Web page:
Also I tried another crazy idea today.
I have been wondering if I restricted the amount of soot getting to the intake if the truck would counteract by using more def.
The idea is to reduce the amount of soot getting to the intake but not throw any codes.
So this is what I found out.
I added a washer with a small hole in the small flex pipe that connects to the intake. This would reduce the amount of soot flow by 75%
I drove around the block to see if there was any ill effects and what I noticed was the torque app showing the EGR valve running at max.
The NOX levels were very high. So I figured the EGR was trying to compensate by opening all the way to get more soot in to reduce combustion temps.
No check engine light so out on the highway. And what I noticed was higher EGTs and soot levels that fell off very fast. With in 10 min on the highway the soot level in the DPF went from 28 to 16 and the DPF temps never went above 825. So very impressive.
But the bad news is that the truck logged a pending code. The code was inadequate EGR flow..
I expected that considering the EGR WAS WIDE OPEN trying to lower EGTs.
Next a washer with a slightly bigger hole. See if I can get away with that.

Robdpf
I like the way you're going about this.
I just installed a Banks data Monster gauge and I also noticed a slowdown on the soot loading while at hwy speeds. My DPF sits at 1130 deg when it's doing a REGEN. Being in the hot environment I wonder if the DPF were wrapped if it would just slow down the amount of fuel injected to maintain the same temp to burn off the carbon. This would just save some time because of the wrap and some fuel and ultimately raise the MPG's a little bit. Typically when not towing my REGENS are around 700 miles between each session. When towing it drops down to around 300 miles. I'm still learing the gauge and all it can do for me but it's pretty cool.
 

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Discussion Starter #13
I like the way you're going about this.
I just installed a Banks data Monster gauge and I also noticed a slowdown on the soot loading while at hwy speeds. My DPF sits at 1130 deg when it's doing a REGEN. Being in the hot environment I wonder if the DPF were wrapped if it would just slow down the amount of fuel injected to maintain the same temp to burn off the carbon. This would just save some time because of the wrap and some fuel and ultimately raise the MPG's a little bit. Typically when not towing my REGENS are around 700 miles between each session. When towing it drops down to around 300 miles. I'm still learing the gauge and all it can do for me but it's pretty cool.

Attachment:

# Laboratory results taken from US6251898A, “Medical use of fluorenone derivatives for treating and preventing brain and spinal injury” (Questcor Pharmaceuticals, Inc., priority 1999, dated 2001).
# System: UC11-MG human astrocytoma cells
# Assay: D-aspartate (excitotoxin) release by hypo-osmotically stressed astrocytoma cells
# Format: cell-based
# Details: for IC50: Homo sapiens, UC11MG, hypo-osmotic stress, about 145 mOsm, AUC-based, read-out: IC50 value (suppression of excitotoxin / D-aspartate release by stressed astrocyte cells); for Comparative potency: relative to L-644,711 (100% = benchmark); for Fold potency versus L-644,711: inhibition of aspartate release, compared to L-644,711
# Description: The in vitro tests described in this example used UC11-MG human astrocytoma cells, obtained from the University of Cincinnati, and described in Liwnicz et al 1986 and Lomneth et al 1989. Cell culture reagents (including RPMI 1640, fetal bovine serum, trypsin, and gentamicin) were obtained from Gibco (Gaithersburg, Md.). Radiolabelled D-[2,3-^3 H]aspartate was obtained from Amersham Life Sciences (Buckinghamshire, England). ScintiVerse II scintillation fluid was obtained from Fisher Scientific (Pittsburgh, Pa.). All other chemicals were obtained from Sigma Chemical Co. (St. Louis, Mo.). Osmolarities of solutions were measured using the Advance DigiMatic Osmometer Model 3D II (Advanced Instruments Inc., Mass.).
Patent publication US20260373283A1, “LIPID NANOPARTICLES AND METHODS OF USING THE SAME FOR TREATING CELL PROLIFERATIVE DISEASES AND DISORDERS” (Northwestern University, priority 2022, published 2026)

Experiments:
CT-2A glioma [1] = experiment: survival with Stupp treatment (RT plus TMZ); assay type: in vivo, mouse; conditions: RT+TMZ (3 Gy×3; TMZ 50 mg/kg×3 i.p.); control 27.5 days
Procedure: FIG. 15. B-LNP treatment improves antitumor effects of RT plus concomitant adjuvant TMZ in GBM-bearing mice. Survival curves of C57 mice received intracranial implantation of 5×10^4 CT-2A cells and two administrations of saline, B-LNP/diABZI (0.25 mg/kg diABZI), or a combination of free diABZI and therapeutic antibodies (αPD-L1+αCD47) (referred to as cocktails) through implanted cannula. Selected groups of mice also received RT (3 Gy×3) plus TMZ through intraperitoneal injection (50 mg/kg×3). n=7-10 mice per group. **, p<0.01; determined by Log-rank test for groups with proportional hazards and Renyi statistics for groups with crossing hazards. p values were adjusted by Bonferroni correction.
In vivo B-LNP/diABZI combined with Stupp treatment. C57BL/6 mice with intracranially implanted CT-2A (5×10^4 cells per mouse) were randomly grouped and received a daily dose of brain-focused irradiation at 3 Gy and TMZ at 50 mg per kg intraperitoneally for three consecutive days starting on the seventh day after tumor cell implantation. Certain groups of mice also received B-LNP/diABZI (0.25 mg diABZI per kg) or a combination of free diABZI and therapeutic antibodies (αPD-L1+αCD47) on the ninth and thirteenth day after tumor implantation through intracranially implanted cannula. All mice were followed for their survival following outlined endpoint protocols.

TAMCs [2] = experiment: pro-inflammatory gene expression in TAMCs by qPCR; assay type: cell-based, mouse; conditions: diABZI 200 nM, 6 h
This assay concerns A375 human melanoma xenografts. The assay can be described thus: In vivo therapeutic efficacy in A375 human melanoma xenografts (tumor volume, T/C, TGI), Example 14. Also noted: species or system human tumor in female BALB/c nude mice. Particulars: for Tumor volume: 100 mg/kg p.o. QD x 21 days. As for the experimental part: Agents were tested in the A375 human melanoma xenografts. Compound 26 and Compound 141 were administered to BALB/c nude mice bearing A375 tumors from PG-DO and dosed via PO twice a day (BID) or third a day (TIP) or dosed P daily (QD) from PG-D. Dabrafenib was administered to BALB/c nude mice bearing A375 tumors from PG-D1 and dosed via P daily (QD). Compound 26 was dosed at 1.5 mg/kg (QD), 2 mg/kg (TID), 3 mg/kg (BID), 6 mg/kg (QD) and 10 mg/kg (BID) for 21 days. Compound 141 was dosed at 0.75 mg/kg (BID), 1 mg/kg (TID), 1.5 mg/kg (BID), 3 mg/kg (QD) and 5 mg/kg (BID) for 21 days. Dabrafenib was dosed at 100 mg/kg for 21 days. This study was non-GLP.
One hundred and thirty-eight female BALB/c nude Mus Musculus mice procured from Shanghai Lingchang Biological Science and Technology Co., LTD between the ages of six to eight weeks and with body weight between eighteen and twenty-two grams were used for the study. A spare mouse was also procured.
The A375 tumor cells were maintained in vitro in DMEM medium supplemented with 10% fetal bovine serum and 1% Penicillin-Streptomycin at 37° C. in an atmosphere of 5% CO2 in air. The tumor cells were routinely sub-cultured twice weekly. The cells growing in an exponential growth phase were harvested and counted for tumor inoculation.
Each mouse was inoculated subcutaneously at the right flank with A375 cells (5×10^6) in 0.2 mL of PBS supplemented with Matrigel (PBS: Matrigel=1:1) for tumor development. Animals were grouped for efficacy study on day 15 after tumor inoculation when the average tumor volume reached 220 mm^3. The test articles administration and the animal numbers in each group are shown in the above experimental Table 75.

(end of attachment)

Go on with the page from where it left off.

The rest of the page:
Wow 700 miles between regens. That’s amazing.
It’s been really cold here and that means long warmups times. And with snow and traffic I’m at 250 miles between regens. I think the best I have done in the summer is 500 miles.
I think keeping the DPF warm is the key to better mileage as it will take a lot less fuel to get the DPF to incinerate the soot.
 

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Wow 700 miles between regens. That’s amazing.
It’s been really cold here and that means long warmups times. And with snow and traffic I’m at 250 miles between regens. I think the best I have done in the summer is 500 miles.
I think keeping the DPF warm is the key to better mileage as it will take a lot less fuel to get the DPF to incinerate the soot.
So this past weekend I was out for a 4 day get away from the house camping trip with 8 other couples. I tow a 2021 Keystone 258RKS and as I was towing along at about 65mph I snapped a few photos. I thought you would be interested in them so here you go!

20210205_103302.jpg



20210215_122056.jpg
20210215_121922.jpg


Each gauge will support 5 different pages and you can display whatever you want on each page. You can set the colors of each page, also set alerts to alert you on all kinds of things. The alerts set on non-displayed pages will still alert if you're not on that page. I have a pillar mount with two of these and that allows me to set 10 custom pages.